Six months on from the Royal Commission into Family Violence, is the issue still a priority for the Victorian media?
One of the fears of the domestic violence sector was that once the Royal Commission was over, the media would regard the problem as ‘solved’ and move on. Uncovered has found some evidence that this might be happening.
Research by Uncovered has found a significant decline in the number of stories related to family violence and violence against women published by the Victorian print media in the past year.
The amount of family violence coverage in the Victorian media skyrocketed in 2015, following the death of Luke Batty and his mother Rosie’s appointment as Australian of the Year.
In July and August of that year, The Age and The Herald Sun printed 160 stories mentioning the terms ‘domestic violence’, ‘family violence’, ‘intimate partner violence’ or ‘violence against women’.
But across the same period in 2016, Victoria’s major dailies published just 108 stories featuring the same terms, signifying a drop of 32 per cent.
The greatest decline amongst the two papers was seen in The Herald Sun, which was campaigning on this issue long before the rest of the media began to take it seriously, launching the Take a Stand campaign in mid 2013 – when Luke Batty was still alive and well.
In the 2015 period, it published 76 stories that mentioned the issue. But over the past two months, stories on the subject numbered just 43, a decline of 43 per cent. In July and August 2015, The Age ran 84 stories, which dropped to 62 in the same two months this year – a drop of 26 per cent.
The Age is outranking The Herald Sun on this issue, despite not having made an explicit decision to campaign.
So does the media have a short attention span? Was the attention to family violence merely a passing fashion?
The Victorian Royal Commission into Family Violence handed down its findings in March this year, and the Victorian government committed to fund all of its recommendations shortly afterwards.
Family violence workers believe the drop in media coverage of family violence may be associated. Maureen Smith, the Family Violence Regional Integration Coordinator for Melbourne’s metro west region, said sector workers in her area have been contacted less frequently for comment since the Royal Commission findings.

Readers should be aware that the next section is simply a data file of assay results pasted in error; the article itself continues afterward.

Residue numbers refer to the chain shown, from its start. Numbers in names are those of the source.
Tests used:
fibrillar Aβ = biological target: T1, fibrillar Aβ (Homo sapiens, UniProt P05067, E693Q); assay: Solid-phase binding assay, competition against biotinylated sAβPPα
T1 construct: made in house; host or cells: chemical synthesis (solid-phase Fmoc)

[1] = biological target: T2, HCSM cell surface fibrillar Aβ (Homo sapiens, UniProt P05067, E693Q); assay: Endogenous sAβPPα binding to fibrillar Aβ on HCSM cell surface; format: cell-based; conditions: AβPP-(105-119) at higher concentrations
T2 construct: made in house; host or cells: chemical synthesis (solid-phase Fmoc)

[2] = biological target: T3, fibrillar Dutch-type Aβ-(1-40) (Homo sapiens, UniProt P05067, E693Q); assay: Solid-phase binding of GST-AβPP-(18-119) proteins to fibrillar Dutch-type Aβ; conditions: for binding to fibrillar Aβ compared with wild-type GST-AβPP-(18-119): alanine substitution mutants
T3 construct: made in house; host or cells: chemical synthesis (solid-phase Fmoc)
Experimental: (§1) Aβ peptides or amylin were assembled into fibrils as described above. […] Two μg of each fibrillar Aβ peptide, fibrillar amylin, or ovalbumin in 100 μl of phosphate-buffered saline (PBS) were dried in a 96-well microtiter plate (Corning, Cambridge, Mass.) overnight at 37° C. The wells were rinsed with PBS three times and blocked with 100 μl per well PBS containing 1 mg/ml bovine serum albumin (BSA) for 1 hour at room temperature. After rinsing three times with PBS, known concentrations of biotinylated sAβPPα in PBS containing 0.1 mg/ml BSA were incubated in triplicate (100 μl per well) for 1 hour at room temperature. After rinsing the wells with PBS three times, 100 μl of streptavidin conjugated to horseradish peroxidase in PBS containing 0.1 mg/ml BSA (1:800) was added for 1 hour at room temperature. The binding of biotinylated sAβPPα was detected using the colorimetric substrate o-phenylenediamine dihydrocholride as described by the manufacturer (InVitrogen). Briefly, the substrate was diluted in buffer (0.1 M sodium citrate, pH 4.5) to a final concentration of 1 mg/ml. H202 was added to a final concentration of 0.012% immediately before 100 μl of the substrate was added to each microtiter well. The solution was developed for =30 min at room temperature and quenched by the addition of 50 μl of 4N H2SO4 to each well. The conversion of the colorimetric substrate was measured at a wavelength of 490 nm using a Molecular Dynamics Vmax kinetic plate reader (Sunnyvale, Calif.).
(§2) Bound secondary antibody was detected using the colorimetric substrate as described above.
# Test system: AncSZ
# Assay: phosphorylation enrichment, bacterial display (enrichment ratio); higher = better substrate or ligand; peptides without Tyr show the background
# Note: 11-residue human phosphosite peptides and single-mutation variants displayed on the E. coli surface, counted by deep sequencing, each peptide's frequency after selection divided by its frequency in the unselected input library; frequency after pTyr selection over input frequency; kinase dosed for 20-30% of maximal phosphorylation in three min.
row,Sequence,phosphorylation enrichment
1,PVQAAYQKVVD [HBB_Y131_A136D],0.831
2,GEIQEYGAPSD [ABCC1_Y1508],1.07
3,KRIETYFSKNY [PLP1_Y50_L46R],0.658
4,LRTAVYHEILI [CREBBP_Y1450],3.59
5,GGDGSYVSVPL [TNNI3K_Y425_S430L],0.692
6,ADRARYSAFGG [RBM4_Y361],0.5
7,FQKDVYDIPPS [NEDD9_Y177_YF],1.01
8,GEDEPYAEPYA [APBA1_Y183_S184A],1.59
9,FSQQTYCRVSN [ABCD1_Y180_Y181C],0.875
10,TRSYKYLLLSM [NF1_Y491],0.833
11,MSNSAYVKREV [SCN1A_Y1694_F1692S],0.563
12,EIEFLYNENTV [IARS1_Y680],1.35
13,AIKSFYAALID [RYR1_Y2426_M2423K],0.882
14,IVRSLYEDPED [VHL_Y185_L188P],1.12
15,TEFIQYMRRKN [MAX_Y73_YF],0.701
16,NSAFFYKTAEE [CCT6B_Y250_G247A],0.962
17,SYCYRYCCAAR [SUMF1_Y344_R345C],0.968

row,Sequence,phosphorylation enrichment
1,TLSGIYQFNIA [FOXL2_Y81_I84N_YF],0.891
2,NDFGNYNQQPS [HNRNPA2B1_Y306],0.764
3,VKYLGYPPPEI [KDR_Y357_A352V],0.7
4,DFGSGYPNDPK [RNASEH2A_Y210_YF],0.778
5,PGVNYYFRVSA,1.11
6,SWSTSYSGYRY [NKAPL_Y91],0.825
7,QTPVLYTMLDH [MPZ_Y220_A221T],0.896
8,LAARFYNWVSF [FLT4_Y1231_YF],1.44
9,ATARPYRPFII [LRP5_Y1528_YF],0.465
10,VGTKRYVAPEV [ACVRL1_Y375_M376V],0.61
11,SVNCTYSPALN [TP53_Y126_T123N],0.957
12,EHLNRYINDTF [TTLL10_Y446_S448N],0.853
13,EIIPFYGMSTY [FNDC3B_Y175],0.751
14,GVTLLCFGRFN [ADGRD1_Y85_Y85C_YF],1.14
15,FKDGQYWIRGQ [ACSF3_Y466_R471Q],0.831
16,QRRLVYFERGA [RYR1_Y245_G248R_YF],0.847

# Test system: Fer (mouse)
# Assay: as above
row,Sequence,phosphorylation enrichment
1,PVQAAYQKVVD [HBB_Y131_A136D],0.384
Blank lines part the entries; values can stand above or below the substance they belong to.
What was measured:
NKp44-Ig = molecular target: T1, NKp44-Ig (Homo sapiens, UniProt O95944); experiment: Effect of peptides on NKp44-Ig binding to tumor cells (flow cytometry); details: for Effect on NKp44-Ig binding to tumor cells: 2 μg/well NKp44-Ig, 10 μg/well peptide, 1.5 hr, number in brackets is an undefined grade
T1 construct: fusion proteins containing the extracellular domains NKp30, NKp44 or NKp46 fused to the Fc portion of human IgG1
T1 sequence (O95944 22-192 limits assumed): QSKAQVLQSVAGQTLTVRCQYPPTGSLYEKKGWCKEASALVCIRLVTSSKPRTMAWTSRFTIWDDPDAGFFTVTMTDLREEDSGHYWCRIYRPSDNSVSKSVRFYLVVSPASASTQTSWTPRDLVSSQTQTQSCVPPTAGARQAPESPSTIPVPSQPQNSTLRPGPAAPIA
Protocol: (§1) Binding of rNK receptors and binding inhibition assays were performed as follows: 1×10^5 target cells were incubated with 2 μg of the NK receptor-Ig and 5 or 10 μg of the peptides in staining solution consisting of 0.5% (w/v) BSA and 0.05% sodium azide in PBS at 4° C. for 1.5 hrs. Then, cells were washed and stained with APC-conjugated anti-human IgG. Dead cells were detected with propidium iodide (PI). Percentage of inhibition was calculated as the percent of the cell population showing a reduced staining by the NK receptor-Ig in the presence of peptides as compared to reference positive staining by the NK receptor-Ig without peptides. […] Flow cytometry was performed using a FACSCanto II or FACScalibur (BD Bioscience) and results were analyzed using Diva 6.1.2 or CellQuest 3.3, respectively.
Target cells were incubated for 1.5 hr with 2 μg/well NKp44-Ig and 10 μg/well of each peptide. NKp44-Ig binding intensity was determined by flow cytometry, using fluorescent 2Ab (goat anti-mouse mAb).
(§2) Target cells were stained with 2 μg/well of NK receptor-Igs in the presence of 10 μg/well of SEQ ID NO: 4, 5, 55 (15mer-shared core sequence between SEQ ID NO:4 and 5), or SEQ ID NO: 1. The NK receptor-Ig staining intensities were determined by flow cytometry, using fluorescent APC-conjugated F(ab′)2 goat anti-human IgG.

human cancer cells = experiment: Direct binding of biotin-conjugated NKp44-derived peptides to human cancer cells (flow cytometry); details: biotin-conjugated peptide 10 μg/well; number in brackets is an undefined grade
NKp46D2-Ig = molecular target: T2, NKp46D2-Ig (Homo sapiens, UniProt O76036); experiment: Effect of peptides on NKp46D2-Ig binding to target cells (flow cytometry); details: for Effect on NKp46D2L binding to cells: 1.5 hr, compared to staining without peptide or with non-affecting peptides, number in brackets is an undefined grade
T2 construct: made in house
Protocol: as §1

“That’s where I’ve seen a really large reduction,” she said.
‘Speaking Out’ is a survivor advocates program run by Womens Health East. In the last two months, the program has received only one fifth of the media enquiries it was fielding at the time the Royal Commission findings were tabled.
“There was a lot of buzz around that, but now that everyone’s just getting on and doing it, it seems like this issue is not quite as interesting,” coordinator Kate Gibson said.
In recent years, The Herald Sun has been touted as a leader in changing the nature and volume of the media’s coverage of family violence. The ‘Take a Stand’ campaign launched in July 2013, calling domestic violence ‘Victoria’s hidden disgrace’. However, the campaign appears to be in decline. Uncovered has found only four stories published as part of it this year. And whereas senior reporter Ellen Whinnett spearheaded the campaign, now there is no dedicated family violence reporter – although it does form part of the responsibilities of the social affairs reporter.
Deputy Editor Chris Tinkler said the ‘Take A Stand’ campaign remains “absolutely in effect” and the paper is committed to continue its reporting on the issue.
“While not every article carries the campaign ‘dinkus’, every story we run in this space builds on the work of our ground-breaking campaign,” he said.
“We will continue to run many hard news leads, as well as strident opinion pieces and editorials highlighting the importance of and challenges in tackling violence against women.”
The Age was also questioned about its drop in family violence coverage but did not respond before deadline.
Read our questions to The Herald Sun and their full response here.